Skip to content
August 22, 2012 / Andrew

Unit Testing Calls to Static Methods

I wanted to introduce unit tests and TDD into a rather large Silverlight project. It already contained tons of calls to static methods, so it was pretty much impossible to write unit tests for code that consumed them. Here’s a simplified illustration of the problem and my solution.

Problem

Let’s say that messages are being shown to the user with code similar to this:

UserInteraction.ShowMessage("Here's a message!");

The static UserInteraction class does the actual work of interacting with the user.

public static class UserInteraction
{
	public static void ShowMessage(string message)
	{
		Console.WriteLine(message);
	}
}

Let’s start writing a simple class that will need to interact with the user.

namespace MockExample
{
	public class WorldGreeter
	{
		public void SayHello()
		{
			// TODO: Show message
		}
	}
}

First we should write a unit test that ensures this method calls ShowMessage correctly. We don’t want our test to execute the code inside UserInteraction though.

using System;
using Microsoft.VisualStudio.TestTools.UnitTesting;
using MockExample;

namespace MockExampleTests
{
	[TestClass]
	public class WorldGreeterTests
	{
		[TestMethod]
		public void TestHelloWorld()
		{
			// What to do here?
		}
	}
}

A unit test usually focuses on code in one class, and of course there’s no user to interact with during an automated run of a unit test. If you’re familiar with TDD, you know that mock objects are often used to isolate the code under test.

Unfortunately, ShowMessage is a static method, and I’m not aware of a free way to mock it in a Silverlight project. TypeMock Isolator and Telerik’s JustMock are a couple of non-free options to consider. I tried JustMock, and unfortunately at the time it couldn’t mock statics in Silverlight code.

Solution

Here’s all the source code in a .zip file.

Step 1: Create an interface.

public interface IUserInteraction
{
	void ShowMessage(string message);
}

Step 2: Get an IoC container.

I’ve been using Unity for this.

using Microsoft.Practices.Unity;

namespace MockExample
{
	public class IocContainer
	{
		public static UnityContainer Instance
		{
			get
			{
				if (_instance == null)
				{
					_instance = new UnityContainer();
				}
				return _instance;
			}
		}
		private static UnityContainer _instance;
	}
}

Step 3: Move the work out of the static class.

The real work will be done by a new non-static class. The static class will use it (see next step).

static class UserInteraction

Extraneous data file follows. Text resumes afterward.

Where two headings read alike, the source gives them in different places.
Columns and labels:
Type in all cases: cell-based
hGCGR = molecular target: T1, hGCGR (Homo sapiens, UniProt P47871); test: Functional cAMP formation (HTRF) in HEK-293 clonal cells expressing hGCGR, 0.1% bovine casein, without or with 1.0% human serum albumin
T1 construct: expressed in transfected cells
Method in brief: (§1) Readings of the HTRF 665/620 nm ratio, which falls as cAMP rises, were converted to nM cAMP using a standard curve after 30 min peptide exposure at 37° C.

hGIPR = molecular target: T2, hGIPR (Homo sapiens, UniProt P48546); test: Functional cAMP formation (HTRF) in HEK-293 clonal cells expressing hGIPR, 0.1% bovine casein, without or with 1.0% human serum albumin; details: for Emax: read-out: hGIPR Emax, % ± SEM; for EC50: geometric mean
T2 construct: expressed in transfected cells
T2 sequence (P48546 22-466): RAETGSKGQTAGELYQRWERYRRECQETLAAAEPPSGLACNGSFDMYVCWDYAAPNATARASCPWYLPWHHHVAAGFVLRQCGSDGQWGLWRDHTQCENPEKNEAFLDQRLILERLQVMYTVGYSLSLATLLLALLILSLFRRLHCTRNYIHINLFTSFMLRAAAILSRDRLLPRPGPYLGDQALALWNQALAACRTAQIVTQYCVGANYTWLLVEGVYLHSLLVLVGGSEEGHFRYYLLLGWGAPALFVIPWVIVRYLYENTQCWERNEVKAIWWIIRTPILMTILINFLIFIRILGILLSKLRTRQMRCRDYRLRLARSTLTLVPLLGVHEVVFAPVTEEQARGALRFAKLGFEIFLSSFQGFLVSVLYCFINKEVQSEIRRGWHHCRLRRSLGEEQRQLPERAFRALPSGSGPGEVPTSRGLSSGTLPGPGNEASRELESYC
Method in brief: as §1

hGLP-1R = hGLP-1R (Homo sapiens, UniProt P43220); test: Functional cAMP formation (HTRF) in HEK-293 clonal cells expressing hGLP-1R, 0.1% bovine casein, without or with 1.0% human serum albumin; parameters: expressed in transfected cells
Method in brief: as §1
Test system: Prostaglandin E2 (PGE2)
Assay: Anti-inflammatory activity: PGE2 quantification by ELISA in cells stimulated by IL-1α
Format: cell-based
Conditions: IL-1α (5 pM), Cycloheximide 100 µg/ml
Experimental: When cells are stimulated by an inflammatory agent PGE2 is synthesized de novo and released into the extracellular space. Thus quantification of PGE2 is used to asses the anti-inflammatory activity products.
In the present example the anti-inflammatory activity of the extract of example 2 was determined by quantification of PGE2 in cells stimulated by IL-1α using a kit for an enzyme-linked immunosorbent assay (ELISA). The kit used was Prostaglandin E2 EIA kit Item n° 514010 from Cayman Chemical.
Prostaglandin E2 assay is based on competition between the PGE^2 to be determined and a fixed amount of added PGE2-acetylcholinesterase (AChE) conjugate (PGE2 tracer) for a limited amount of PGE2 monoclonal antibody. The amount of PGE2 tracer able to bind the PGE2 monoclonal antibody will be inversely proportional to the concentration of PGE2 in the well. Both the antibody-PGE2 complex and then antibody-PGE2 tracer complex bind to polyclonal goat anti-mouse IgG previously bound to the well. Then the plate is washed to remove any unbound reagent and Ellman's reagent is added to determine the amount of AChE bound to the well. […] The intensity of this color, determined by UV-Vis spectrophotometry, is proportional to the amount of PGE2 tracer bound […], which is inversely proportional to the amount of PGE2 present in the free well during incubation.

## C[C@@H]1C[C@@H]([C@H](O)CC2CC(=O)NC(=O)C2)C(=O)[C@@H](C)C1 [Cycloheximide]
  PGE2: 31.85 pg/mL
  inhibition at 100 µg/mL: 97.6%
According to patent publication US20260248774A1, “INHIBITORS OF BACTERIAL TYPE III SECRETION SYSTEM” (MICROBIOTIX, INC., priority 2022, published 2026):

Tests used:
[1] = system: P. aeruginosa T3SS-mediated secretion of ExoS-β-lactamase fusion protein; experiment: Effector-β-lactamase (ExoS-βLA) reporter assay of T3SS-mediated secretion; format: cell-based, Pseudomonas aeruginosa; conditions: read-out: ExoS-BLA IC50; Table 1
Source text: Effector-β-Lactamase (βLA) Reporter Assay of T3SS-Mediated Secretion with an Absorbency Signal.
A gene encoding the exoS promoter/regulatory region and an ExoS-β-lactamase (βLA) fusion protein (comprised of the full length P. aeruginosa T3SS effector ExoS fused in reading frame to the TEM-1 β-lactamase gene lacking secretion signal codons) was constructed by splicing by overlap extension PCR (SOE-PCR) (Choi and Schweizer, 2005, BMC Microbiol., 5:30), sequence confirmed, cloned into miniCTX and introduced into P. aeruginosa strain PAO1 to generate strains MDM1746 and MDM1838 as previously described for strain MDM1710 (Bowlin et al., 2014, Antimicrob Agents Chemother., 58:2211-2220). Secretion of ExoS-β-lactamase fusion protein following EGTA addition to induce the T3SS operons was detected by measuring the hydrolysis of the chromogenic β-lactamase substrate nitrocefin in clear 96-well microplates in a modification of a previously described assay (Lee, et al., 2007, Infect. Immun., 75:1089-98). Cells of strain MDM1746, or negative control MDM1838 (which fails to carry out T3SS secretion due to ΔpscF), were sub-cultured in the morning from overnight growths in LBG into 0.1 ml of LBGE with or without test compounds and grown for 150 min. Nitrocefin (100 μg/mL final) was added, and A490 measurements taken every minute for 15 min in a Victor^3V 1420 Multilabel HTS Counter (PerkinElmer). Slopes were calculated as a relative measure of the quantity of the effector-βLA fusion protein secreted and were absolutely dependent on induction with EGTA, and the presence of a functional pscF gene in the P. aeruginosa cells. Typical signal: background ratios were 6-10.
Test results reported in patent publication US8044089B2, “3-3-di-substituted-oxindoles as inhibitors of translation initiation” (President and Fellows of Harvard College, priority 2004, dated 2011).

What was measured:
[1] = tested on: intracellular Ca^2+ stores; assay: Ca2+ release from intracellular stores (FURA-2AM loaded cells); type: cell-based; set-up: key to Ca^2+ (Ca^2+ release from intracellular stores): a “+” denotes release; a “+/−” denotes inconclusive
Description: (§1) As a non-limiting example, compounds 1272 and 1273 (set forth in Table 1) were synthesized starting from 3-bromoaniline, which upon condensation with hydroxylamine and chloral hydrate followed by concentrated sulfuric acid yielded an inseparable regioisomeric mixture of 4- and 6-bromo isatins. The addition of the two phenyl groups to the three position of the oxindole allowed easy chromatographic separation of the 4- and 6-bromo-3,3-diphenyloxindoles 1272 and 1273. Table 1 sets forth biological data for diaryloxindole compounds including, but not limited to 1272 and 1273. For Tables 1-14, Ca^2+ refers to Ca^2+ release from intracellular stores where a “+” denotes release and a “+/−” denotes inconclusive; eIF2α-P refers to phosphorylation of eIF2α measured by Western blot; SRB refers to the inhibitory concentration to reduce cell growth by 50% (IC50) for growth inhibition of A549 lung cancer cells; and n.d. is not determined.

{
	public static void ShowMessage(string message)
	{
		// TODO: Reference an object that can do the work.
	}
}

class UserInteractionImplementation : IUserInteraction
{
	public void ShowMessage(string message)
	{
		// Do the work.
		Console.WriteLine(message);
	}
}

Step 4: Get a reference to the class that will do the work.

We’ll add this private property to the UserInteraction static class:

private static IUserInteraction Instance
{
	get
	{
		return IocContainer.Instance.Resolve<IUserInteraction>();
	}
}

…and use it in the ShowMessage method:

static void ShowMessage(string message)
{
	Instance.ShowMessage(message);
}

So the static class has a dependency on IUserInteraction, and it’s using the IoC container to satisfy that dependency. Now we need to tell the IoC container how to do that.

Step 5: Set up IoC container for production.

In production, we’ll have the code in our entry point tell the IoC container to return a real UserInteractionImplementation. Your entry point might be in App.xaml.cs for Silverlight/WPF or in the application start event handler in Global.asax.cs for a web app/service. This trivial example is a console app, so we’ll go to the Main method.

namespace MockExample
{
	class Program
	{
		static void Main(string[] args)
		{
			IocContainer.Instance.RegisterInstance(new UserInteractionImplementation());
		}
	}
}

We’ve registered it as a singleton, so it’ll keep the same object in memory and reuse it. This is far from being the only way to do it, as you can see in the Unity documentation.

Step 6: Set up the IoC container for testing, using a mock.

I’ve been using Moq for mocking.

using System;
using Microsoft.VisualStudio.TestTools.UnitTesting;
using MockExample;
using Moq;
using Microsoft.Practices.Unity;

namespace MockExampleTests
{
	[TestClass]
	public class WorldGreeterTests
	{
		[TestMethod]
		public void TestHelloWorld()
		{
			var uiMock = new Mock();
			IocContainer.Instance.RegisterInstance(uiMock.Object);
		}
	}
}

Hurray, we now have a mock object for the static method, and we haven’t broken the hundreds of other places in the code base that use the static method!

Step 7: Finish the test, and implement the method under test.

[TestMethod]
public void TestHelloWorld()
{
	// Arrange
	var uiMock = new Mock();
	IocContainer.Instance.RegisterInstance(uiMock.Object);

	// Act
	var greeter = new WorldGreeter();
	greeter.SayHello();

	// Assert
	uiMock.Verify(m => m.ShowMessage("Hello World!"));
}

Once we’ve seen that the test fails, we implement the method to make it pass.

public class WorldGreeter
{
	public void SayHello()
	{
		UserInteraction.ShowMessage("Hello World!");
	}
}

Here’s all the source code in a .zip file.

Criticism

This solution is an example of how not to use an IoC container. See also this description of Service Locator as an anti-pattern. I did it this way because:

Have you solved this problem before? How did you do it? Any questions or comments about this solution?

Advertisements

Leave a Reply

Fill in your details below or click an icon to log in:

WordPress.com Logo

You are commenting using your WordPress.com account. Log Out / Change )

Twitter picture

You are commenting using your Twitter account. Log Out / Change )

Facebook photo

You are commenting using your Facebook account. Log Out / Change )

Google+ photo

You are commenting using your Google+ account. Log Out / Change )

Connecting to %s